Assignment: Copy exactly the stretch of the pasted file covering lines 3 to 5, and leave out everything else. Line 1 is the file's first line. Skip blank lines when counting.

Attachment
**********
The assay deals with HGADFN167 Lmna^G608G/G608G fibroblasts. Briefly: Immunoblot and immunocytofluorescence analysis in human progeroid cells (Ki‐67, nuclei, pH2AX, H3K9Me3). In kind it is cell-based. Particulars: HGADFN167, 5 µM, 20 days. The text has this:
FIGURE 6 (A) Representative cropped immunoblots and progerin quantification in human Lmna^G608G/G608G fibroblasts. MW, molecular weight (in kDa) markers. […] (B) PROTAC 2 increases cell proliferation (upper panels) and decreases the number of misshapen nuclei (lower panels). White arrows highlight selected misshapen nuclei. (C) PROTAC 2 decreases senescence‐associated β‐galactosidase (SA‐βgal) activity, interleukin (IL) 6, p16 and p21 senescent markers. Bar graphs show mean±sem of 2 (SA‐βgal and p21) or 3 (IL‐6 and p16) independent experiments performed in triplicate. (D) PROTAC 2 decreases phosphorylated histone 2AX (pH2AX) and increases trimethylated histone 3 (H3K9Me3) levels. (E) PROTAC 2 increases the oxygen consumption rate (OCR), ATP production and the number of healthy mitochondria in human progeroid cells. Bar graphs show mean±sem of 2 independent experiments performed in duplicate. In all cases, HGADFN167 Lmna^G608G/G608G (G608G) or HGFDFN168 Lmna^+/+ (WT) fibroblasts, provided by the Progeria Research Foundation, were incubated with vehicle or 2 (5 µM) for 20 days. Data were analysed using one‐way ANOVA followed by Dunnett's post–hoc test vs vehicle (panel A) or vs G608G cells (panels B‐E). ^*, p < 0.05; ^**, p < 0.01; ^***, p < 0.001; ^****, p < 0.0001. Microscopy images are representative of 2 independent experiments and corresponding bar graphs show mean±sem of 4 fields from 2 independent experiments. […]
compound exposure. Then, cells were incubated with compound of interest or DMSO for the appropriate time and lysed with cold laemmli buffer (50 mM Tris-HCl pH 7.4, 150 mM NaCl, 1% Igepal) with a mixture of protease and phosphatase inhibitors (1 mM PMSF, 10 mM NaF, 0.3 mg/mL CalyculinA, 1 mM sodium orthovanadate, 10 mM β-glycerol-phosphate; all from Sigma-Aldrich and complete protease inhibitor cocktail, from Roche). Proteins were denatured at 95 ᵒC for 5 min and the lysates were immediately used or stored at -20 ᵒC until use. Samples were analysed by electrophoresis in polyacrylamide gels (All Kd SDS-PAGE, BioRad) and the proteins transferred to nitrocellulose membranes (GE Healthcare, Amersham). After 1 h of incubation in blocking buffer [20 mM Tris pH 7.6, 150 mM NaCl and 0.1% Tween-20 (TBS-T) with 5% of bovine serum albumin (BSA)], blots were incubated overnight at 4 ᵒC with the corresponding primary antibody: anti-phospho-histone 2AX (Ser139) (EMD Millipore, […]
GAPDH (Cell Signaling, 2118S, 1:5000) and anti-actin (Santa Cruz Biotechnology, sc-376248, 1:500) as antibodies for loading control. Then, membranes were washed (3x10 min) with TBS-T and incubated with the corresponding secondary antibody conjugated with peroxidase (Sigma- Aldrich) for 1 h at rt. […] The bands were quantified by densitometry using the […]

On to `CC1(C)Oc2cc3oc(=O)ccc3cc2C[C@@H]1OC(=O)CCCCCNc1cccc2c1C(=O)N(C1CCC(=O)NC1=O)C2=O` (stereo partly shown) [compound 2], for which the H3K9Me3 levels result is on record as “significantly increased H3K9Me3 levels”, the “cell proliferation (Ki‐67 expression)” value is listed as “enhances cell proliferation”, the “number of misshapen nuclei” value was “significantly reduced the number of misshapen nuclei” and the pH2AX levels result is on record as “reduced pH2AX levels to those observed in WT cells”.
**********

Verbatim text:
compound exposure. Then, cells were incubated with compound of interest or DMSO for the appropriate time and lysed with cold laemmli buffer (50 mM Tris-HCl pH 7.4, 150 mM NaCl, 1% Igepal) with a mixture of protease and phosphatase inhibitors (1 mM PMSF, 10 mM NaF, 0.3 mg/mL CalyculinA, 1 mM sodium orthovanadate, 10 mM β-glycerol-phosphate; all from Sigma-Aldrich and complete protease inhibitor cocktail, from Roche). Proteins were denatured at 95 ᵒC for 5 min and the lysates were immediately used or stored at -20 ᵒC until use. Samples were analysed by electrophoresis in polyacrylamide gels (All Kd SDS-PAGE, BioRad) and the proteins transferred to nitrocellulose membranes (GE Healthcare, Amersham). After 1 h of incubation in blocking buffer [20 mM Tris pH 7.6, 150 mM NaCl and 0.1% Tween-20 (TBS-T) with 5% of bovine serum albumin (BSA)], blots were incubated overnight at 4 ᵒC with the corresponding primary antibody: anti-phospho-histone 2AX (Ser139) (EMD Millipore, […]
GAPDH (Cell Signaling, 2118S, 1:5000) and anti-actin (Santa Cruz Biotechnology, sc-376248, 1:500) as antibodies for loading control. Then, membranes were washed (3x10 min) with TBS-T and incubated with the corresponding secondary antibody conjugated with peroxidase (Sigma- Aldrich) for 1 h at rt. […] The bands were quantified by densitometry using the […]

On to `CC1(C)Oc2cc3oc(=O)ccc3cc2C[C@@H]1OC(=O)CCCCCNc1cccc2c1C(=O)N(C1CCC(=O)NC1=O)C2=O` (stereo partly shown) [compound 2], for which the H3K9Me3 levels result is on record as “significantly increased H3K9Me3 levels”, the “cell proliferation (Ki‐67 expression)” value is listed as “enhances cell proliferation”, the “number of misshapen nuclei” value was “significantly reduced the number of misshapen nuclei” and the pH2AX levels result is on record as “reduced pH2AX levels to those observed in WT cells”.